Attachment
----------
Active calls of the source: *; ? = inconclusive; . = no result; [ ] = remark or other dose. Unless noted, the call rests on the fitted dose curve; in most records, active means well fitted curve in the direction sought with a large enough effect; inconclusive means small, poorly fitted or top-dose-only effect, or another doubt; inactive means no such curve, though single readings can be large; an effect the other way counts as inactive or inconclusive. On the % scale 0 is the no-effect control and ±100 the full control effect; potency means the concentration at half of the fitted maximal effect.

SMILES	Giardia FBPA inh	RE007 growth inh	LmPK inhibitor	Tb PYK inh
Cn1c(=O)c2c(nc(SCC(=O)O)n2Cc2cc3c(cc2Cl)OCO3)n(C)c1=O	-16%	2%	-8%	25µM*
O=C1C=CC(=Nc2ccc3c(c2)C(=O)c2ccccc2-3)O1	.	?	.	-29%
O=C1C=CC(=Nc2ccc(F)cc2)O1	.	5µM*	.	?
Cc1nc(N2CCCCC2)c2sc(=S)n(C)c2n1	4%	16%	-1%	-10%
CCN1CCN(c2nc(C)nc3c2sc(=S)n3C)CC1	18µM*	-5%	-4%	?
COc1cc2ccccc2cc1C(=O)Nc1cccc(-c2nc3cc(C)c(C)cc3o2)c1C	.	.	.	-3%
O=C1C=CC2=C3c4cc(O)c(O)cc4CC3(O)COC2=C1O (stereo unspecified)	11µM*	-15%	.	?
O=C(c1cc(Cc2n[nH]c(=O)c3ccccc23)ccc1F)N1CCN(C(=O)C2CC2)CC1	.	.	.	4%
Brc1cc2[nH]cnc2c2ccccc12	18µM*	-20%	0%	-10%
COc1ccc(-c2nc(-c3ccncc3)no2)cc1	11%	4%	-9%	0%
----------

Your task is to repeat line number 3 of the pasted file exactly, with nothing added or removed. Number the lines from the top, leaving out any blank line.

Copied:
Cn1c(=O)c2c(nc(SCC(=O)O)n2Cc2cc3c(cc2Cl)OCO3)n(C)c1=O	-16%	2%	-8%	25µM*